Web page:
Review and Photos by Mike Bax
When this show was announced I immediately got excited by the prospect of seeing a band of Anti-Flag’s stature in a room the size of the Bovine. Everyone, the band included, knew the evening was going to be a sweaty mess, and THAT was what made it even more exciting (at least for me).
Naturally, the show sold out. I’m not sure how quickly, but it couldn’t have taken long. Anti-Flag could easily sell out The Bovine ten times over if they wanted to.
Toronto singer/songwriter Rob Moir took the stage at shortly after 9:30pm, announcing to the crowd that he was likely a strange choice to open the evening but was going to put everything he had into the set, and hoped the crowd would enjoy it. He got the crowd singing along to one of his songs (about not wanting to die in a hospital), and deftly deadpanned his way through a number of his tracks. Whether he went over with the crowd is still on the table, I guess. I’d say he did alright.
There’s very limited space in the Bovine. It’s a narrow venue offering limited sight-lines from the back of the venue. Trying to stay up front to see a show like this is a logistic given the confines of the room. A few people crowd surfed. I thought they were going to be impaled by some of the detritus hanging from the ceiling, but they did it anyway (more power to them). The members of Anti-Flag had no real reprieve from the audience. They had to push through everyone to get onstage and then wound up being the only people in the room with a little bit of wiggle room to actually DO their thing.
And do it, they did.
Drummer Pat Thetic got on stage, cracked a few jokes with the crowd and quickly assessed the lighting aimed at the stage as being too bright and asked that it be dimmed to at least fifty percent before stepping in behind his drum kit and smashing out the intro to ‘The Press Corpse’. Pandemonium ensued. Good pandemonium, to be sure, but pandemonium nonetheless. The people in the room started to ooze together like over-ripe fruit pressed into a plastic bag and kneaded heavily.
I’d managed to crawl into the front corner of the room, perched on a shaky wooden storage bin inches away from bassist Chris #2 (I’m still wiping some of his spittle and sweat off the front of my camera). As Chris slashed his guitar about and howled into the mic in front of me, I realized I might get a little bruised. The tip of his guitar came close enough to my face a few times I could feel the air move in the space between the instrument and my teeth. Guitarist Justin Sane and Chris Head jumped about in front of the drum kit to centre stage and then leaped towards the speakers aimed towards them with wild abandon, swinging their instruments and regurgitating the lyrics to Anti-Flag songs like bile they were trying to jettison from their guts. It was fucking brilliant.
Justin Sane got himself right up in front of a few fans, cradled the back of their necks and screamed lyrics to Anti-Flag songs directly into their faces. Chris #2 shimmied past me and did the same, inciting energy from his fans while preaching good conduct and camaraderie from his microphone over repeated dialogues between songs. #2 made a point of asking people to shake hands and say hello during the show, and to enjoy being together celebrating music and having a good time. I didn’t see anyone having a shitty time.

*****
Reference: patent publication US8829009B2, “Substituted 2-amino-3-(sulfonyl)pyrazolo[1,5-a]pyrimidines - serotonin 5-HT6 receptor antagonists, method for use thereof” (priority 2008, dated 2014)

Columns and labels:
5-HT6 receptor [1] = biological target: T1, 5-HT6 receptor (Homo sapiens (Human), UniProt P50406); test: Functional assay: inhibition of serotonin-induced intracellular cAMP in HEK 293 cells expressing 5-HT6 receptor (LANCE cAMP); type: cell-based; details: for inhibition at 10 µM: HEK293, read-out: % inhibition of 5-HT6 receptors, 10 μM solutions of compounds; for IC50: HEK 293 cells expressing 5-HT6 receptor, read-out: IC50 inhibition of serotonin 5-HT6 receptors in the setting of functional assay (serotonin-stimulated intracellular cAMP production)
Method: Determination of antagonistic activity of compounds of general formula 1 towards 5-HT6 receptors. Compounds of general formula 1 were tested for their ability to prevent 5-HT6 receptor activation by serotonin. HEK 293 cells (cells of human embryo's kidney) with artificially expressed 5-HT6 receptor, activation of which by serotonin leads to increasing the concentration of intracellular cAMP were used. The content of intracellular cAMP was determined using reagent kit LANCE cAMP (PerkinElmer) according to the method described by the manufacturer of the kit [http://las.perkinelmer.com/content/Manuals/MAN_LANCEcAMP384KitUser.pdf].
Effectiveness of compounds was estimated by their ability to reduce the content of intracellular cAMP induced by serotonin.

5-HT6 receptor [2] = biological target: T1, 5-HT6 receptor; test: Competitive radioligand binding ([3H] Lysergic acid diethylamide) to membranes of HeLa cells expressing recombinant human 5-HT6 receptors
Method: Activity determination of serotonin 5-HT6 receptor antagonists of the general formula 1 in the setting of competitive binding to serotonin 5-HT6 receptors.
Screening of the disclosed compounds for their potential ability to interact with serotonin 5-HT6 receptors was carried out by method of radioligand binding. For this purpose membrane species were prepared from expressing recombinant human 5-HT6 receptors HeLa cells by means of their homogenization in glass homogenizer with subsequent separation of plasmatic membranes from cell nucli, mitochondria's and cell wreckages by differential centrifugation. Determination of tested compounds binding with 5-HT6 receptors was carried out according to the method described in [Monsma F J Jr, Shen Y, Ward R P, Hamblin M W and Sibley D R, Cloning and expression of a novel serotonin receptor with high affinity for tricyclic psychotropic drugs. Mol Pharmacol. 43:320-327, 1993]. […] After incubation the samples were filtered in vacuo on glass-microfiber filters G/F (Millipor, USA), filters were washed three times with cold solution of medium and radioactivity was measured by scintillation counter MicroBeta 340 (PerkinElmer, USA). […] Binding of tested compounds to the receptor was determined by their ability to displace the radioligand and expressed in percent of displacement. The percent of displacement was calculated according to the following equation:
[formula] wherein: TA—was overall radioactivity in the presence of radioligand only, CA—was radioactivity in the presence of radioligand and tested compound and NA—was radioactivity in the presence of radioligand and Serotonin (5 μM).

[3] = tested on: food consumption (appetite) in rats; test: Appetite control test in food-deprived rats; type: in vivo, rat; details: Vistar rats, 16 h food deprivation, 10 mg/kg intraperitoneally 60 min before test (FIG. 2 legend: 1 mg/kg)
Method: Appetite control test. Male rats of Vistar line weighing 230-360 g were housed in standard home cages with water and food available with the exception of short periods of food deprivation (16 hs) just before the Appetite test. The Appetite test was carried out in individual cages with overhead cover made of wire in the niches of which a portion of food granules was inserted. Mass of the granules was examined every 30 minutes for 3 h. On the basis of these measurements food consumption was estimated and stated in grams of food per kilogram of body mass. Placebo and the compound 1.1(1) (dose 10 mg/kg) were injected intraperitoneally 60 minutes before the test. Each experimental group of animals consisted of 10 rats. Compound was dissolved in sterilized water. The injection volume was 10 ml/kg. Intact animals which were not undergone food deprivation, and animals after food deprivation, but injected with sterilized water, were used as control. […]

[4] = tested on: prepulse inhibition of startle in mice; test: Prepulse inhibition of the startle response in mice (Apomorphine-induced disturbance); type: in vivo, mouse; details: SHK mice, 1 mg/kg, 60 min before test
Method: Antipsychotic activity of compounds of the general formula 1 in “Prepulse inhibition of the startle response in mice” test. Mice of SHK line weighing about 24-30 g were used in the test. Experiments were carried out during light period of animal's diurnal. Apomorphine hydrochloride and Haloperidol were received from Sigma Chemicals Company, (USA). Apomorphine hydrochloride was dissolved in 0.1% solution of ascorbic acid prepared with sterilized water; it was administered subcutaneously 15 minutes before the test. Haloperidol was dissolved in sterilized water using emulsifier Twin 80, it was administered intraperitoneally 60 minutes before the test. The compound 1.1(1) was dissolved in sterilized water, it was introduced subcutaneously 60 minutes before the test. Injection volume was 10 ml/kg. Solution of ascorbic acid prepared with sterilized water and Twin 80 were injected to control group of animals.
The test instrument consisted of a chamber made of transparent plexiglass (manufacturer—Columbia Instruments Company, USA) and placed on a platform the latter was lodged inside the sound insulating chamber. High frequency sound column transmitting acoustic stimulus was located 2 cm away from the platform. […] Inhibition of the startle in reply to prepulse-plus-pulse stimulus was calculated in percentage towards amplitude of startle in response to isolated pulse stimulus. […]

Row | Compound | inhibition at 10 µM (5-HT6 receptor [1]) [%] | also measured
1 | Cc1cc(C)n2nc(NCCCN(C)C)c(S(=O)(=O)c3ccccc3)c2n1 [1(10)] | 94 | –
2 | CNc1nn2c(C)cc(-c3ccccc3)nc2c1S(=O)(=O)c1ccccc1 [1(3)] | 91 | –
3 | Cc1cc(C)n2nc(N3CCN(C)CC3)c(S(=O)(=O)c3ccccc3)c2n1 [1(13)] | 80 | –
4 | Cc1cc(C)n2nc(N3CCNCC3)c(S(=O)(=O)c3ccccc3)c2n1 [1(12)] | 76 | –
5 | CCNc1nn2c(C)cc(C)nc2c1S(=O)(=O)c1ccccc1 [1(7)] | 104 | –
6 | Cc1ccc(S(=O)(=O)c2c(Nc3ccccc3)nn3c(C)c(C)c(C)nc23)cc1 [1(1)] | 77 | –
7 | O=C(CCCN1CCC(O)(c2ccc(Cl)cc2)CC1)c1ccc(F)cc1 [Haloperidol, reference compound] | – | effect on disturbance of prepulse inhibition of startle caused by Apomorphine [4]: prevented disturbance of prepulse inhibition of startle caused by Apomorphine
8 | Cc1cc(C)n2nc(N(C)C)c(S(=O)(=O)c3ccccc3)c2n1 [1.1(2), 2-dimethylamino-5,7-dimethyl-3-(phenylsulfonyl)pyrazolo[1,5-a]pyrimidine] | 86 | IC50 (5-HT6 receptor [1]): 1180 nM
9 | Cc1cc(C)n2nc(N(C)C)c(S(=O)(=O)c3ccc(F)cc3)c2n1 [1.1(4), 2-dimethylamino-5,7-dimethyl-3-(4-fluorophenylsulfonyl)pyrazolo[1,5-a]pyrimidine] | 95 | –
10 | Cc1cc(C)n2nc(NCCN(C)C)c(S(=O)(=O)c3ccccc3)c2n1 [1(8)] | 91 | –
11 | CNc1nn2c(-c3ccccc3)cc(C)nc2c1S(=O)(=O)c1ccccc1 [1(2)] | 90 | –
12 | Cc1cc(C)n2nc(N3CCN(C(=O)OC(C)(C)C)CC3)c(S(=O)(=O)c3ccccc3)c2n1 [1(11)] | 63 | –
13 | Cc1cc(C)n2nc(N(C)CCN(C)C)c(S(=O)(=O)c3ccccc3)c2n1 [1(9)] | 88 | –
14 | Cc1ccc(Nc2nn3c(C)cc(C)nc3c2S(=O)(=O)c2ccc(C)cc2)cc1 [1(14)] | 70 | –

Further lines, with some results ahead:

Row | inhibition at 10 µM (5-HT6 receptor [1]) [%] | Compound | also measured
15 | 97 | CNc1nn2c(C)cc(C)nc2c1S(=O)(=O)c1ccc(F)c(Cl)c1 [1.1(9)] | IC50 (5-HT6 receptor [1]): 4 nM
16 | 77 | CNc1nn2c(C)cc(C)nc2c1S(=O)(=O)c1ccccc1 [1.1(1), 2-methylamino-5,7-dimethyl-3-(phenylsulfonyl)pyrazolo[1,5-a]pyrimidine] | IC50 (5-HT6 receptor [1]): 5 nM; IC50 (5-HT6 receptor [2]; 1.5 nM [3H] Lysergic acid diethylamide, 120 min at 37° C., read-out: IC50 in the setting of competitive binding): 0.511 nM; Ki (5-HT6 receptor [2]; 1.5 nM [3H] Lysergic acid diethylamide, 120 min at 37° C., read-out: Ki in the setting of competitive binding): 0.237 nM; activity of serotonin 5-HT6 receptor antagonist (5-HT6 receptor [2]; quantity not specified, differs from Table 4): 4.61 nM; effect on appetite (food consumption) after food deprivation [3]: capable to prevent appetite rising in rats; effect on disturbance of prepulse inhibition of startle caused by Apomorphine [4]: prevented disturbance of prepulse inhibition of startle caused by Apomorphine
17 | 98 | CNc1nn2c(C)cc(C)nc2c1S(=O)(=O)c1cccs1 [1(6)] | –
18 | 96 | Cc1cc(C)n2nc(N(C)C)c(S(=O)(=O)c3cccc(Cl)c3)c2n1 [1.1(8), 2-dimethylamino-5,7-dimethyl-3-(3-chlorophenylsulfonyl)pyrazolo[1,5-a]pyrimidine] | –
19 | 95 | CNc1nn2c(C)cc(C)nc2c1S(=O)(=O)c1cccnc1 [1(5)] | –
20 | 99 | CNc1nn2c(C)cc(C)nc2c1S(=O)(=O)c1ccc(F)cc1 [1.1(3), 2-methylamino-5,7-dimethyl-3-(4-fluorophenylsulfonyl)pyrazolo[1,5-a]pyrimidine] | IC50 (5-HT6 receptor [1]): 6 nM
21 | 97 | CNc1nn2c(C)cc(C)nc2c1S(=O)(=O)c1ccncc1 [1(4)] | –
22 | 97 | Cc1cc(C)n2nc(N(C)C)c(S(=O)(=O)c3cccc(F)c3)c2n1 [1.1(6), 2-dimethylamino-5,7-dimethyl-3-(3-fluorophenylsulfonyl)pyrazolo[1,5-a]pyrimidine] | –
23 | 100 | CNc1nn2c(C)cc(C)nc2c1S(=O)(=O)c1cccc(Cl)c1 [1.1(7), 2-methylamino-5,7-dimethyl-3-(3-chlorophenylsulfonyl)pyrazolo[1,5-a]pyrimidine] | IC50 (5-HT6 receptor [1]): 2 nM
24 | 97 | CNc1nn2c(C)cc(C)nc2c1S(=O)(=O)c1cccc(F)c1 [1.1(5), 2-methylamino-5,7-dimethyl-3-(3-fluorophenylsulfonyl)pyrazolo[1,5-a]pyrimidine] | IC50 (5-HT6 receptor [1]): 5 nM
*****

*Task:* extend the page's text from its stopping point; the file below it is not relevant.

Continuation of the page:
Just before ‘Die for the Government’, the band members all turned to Pat Thetic, smiled, and starting dismantling his kit, while asking the jam-packed crowd to push out a little circle in the centre of the floor for Thetic to play from. His kit was assembled by the band and fans, helping take each necessary drum head and cymbal into the centre of the room along with #2’s mic stand, which was planted atop the bass drum, with #2 standing atop the drum as well. Justin Sane pushed his mic stand out front of the stage on a small riser that fans had been leaning on, stood atop it, and the band played ‘Die’ along with ‘1 Trillion Dollar$’ to the sheer joy of everyone in the room. The ceiling of the Bovine hangs low, and Justin and #2 both had to bob and weave a bit to avoid getting bumped as they finished up their set. They wrapped up their final song, jumped off their respective perches, and helped tear down their gear and met with the audience for high fives, autographs and photographs.
This performance was bloody epic – a pure celebration of music and audience. Anti-Flag was into it, the crowd was into it, and the energy coming off the walls in the Bovine for the entire performance was drawn from that special reservoir of musical mojo that seldom gets passed around at most concerts. Anti-Flag filled a room with their core fan base, got up close and personal to them, and rung in the release of their latest album American Spring in the best way possible.
(Anti-Flag played for about an hour. The setlist they had taped to their speakers is replicated below, but I’m pretty sure the band played ‘1 Trillion Dollar$’ last, so the integrity of this listing is up to you. Post on this article if I’ve got it wrong, will you?)
The Press Corpse
Death of a Nation
Sky Is Falling
Fuck Police Brutality
All of the Poison, All of the Pain
This Machine Kills Fascists
1 Trillion Dollar$
This Is the End (For You My Friend)
Sodom, Gomorrah, Washington D.C. (Sheep in Shepherd’s Clothing)
Die for the Government